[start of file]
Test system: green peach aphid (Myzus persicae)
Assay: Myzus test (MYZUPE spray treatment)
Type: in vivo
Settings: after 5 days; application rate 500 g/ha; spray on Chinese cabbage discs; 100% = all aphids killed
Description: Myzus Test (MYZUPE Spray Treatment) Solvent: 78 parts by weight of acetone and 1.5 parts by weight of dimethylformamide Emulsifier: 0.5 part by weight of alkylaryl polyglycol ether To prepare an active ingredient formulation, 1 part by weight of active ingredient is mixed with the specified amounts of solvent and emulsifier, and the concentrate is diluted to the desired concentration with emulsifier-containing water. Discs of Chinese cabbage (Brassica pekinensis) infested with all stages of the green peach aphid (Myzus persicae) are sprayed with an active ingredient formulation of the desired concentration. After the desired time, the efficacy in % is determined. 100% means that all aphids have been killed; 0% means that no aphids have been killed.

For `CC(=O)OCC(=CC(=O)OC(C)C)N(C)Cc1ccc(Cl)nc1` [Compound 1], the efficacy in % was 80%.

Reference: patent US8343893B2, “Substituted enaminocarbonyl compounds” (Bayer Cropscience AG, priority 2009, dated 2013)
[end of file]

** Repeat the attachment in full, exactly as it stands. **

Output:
Test system: green peach aphid (Myzus persicae)
Assay: Myzus test (MYZUPE spray treatment)
Type: in vivo
Settings: after 5 days; application rate 500 g/ha; spray on Chinese cabbage discs; 100% = all aphids killed
Description: Myzus Test (MYZUPE Spray Treatment) Solvent: 78 parts by weight of acetone and 1.5 parts by weight of dimethylformamide Emulsifier: 0.5 part by weight of alkylaryl polyglycol ether To prepare an active ingredient formulation, 1 part by weight of active ingredient is mixed with the specified amounts of solvent and emulsifier, and the concentrate is diluted to the desired concentration with emulsifier-containing water. Discs of Chinese cabbage (Brassica pekinensis) infested with all stages of the green peach aphid (Myzus persicae) are sprayed with an active ingredient formulation of the desired concentration. After the desired time, the efficacy in % is determined. 100% means that all aphids have been killed; 0% means that no aphids have been killed.

For `CC(=O)OCC(=CC(=O)OC(C)C)N(C)Cc1ccc(Cl)nc1` [Compound 1], the efficacy in % was 80%.

Reference: patent US8343893B2, “Substituted enaminocarbonyl compounds” (Bayer Cropscience AG, priority 2009, dated 2013)